Jobless rate up in county for June
By Bonnie Edwards
Published in News on August 1, 2008 1:32 PM
Unemployment is on the rise in Wayne and 81 other counties.
Wayne County's rate rose three-tenths of a percent from 5.7 in May to 6 percent in June. The unemployment rate in June 2007 was 5.1 percent.
Some surrounding counties had much worse numbers.
Wilson County climbed a half a point from its already high unemployment rate of 7.9 in May to 8.4 percent in June. In Lenoir County, the rate rose from 6.8 percent in May to 7.2 percent in June. And unemployment in Greene County held steady at its May rate of 7.1 percent.
Other surrounding counties, on the other hand, are still doing a little better.
Duplin remained at its May rate of 5.3 percent. Sampson County's rate went from 4.9 percent in May to 5 percent in June. And Johnston County rose a tad from its 5.4 percent in May to 5.6 percent in June.
And although Wayne County's 6 percent unemployment rate is still below the state's rate of 6.2 percent, local Employment Security Commission Manager Bill Pate is watching it closely.
"We're really beginning to see some softening of the economy," he said. "We've had some layoffs here and there, but nothing massive."
And for many, unemployment benefits have been running out, not just in Wayne County but across the nation.
So President George W. Bush has signed an extension for those who have exhausted their regular benefits. The extension goes a maximum of 13 additional weeks after the unemployment benefits end.
The extension became effective July 6, and Pate has been busy with that change.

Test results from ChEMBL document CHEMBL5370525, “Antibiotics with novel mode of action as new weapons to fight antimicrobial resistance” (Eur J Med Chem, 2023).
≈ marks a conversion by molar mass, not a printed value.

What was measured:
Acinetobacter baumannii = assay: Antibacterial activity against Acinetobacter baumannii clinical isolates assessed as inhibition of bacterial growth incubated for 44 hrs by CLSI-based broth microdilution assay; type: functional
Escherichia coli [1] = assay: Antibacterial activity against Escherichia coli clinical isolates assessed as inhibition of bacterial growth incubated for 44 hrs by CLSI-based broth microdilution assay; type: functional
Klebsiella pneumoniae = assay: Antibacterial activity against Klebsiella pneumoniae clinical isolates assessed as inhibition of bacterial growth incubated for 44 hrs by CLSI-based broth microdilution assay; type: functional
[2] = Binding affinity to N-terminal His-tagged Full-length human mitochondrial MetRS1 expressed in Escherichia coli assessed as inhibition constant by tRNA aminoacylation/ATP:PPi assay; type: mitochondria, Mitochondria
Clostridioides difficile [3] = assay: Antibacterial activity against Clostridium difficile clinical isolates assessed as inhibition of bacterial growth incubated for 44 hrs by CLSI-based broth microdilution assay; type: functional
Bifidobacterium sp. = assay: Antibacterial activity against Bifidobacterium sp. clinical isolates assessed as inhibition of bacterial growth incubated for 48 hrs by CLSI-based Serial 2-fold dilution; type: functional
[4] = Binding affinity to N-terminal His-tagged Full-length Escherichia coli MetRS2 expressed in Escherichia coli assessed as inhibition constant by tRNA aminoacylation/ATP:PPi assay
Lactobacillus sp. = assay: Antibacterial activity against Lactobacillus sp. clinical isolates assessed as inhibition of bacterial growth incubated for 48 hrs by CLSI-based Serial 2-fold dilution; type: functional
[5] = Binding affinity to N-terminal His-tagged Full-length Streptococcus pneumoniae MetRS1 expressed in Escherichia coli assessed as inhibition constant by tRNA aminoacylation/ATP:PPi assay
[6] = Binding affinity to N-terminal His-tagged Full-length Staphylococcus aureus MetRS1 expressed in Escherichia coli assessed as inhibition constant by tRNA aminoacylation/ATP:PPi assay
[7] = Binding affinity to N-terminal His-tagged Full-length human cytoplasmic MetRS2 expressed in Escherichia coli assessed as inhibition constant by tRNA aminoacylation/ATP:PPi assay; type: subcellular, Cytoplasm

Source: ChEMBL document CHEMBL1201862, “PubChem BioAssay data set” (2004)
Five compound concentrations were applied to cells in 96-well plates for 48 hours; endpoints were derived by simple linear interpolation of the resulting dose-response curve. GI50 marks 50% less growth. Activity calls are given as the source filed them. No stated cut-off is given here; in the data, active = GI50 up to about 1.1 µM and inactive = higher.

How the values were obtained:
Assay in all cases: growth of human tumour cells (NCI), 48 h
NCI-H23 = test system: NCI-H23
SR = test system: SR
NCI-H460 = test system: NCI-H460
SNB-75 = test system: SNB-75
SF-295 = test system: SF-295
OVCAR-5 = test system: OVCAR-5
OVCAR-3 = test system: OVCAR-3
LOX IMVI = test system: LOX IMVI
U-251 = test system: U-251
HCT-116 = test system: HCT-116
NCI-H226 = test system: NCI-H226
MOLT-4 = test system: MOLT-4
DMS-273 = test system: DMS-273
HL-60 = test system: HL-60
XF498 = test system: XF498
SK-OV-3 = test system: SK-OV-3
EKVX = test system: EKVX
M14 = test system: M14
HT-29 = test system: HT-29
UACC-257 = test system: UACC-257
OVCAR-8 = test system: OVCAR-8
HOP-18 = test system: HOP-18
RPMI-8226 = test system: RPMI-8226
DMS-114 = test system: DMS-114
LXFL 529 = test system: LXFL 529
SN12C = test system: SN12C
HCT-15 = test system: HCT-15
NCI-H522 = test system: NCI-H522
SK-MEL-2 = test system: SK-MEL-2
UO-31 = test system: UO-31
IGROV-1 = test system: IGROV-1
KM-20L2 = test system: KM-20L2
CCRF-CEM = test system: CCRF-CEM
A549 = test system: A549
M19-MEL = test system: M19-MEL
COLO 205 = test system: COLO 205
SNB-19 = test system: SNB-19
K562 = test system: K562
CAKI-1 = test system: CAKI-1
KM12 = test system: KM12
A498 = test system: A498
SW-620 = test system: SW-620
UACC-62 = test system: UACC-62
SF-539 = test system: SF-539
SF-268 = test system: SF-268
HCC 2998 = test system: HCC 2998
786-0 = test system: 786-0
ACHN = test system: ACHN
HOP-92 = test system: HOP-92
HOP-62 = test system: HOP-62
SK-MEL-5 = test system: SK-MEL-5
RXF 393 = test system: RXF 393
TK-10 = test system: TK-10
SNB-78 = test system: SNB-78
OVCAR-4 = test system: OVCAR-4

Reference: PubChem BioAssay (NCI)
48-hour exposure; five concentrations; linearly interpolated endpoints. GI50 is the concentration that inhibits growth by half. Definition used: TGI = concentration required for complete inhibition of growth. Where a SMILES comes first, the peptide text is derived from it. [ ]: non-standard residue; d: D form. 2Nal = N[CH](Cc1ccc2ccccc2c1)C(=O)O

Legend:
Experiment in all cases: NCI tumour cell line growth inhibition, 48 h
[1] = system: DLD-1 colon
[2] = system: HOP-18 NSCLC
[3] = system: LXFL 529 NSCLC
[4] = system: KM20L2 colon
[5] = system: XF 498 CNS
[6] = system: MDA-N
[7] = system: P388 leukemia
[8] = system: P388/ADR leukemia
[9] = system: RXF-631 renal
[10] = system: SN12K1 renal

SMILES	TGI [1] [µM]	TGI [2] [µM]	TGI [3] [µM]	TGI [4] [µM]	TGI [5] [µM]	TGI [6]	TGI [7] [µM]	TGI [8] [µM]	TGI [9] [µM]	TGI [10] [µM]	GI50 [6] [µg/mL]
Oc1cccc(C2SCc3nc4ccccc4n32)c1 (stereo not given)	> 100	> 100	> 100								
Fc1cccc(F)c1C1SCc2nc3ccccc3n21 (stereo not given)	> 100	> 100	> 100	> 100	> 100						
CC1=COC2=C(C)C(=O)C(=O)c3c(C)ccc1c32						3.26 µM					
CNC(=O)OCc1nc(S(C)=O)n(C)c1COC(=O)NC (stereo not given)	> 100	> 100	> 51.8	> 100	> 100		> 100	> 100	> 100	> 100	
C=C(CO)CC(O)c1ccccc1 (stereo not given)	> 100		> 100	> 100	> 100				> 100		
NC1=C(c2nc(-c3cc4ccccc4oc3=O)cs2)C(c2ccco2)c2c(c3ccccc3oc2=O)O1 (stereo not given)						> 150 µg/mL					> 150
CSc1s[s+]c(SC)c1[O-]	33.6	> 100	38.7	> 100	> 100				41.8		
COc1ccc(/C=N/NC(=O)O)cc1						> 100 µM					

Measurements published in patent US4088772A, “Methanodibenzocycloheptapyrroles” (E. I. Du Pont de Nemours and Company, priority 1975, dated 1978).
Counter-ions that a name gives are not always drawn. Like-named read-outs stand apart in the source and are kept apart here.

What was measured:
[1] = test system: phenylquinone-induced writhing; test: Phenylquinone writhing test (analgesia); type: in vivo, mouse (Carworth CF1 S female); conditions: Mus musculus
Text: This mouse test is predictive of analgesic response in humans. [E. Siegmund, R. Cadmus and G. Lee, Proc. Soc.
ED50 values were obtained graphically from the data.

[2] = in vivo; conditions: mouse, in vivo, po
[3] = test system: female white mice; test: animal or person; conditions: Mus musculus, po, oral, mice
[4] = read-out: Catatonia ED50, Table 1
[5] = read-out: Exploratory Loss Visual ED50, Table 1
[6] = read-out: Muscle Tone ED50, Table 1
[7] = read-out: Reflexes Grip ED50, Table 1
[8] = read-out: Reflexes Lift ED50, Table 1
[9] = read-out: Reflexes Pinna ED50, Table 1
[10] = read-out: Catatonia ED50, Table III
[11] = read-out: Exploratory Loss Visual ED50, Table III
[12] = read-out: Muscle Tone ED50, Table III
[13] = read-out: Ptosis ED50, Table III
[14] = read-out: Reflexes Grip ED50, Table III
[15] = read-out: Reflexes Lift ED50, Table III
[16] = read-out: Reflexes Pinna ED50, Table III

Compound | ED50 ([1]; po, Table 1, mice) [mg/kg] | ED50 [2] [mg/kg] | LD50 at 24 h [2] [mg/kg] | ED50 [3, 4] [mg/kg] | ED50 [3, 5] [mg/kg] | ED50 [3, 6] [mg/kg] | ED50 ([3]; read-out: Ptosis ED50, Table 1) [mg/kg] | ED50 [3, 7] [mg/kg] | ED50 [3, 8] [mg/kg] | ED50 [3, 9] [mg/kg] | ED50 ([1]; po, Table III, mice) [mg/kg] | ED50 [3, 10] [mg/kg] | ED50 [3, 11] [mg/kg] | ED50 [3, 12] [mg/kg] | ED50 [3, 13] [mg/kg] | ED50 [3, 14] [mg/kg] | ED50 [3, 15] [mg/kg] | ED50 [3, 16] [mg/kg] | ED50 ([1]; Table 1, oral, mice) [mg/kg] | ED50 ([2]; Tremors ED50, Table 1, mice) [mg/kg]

He said a lot of people are coming into the Goldsboro ESC office who have exhausted their benefits and are eligible for the extension.
"On Monday between 2 and 5 p.m., we saw 43 of them, and another group of about 20 are coming this afternoon," he said Wednesday.
But there are some employers who are still recruiting, particularly the new grocery store, Carlie C's, that is hiring people to open in early September in the old Key Foods building on Wayne Memorial Drive.
"We're glad they're opening up. We've sent them a bunch of folks," Pate said. "And some other companies are still recruiting."
But still, 6 percent is the highest unemployment rate Wayne County has seen in a long time, he said.
The last time the unemployment rate rose this high was during another financial crisis following the terrorist attacks on Sept. 11, 2001. The January 2002 rate climbed to 6.1 percent, and by July had reached 7.3 percent.
Pate blames the costs of fuel for the current economic downturn.
"I'm not saying I'm nervous," he said. "But I'm watching it closely."
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